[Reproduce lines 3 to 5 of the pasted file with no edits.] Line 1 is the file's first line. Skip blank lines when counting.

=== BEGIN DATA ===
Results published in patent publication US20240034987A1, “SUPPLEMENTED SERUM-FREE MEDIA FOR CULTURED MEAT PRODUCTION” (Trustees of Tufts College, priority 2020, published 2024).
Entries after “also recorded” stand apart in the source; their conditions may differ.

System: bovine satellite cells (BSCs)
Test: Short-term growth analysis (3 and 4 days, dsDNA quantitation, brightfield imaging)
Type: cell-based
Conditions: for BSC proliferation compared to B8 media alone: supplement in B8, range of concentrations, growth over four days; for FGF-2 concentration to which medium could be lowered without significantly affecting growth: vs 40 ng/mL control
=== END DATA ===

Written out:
System: bovine satellite cells (BSCs)
Test: Short-term growth analysis (3 and 4 days, dsDNA quantitation, brightfield imaging)
Type: cell-based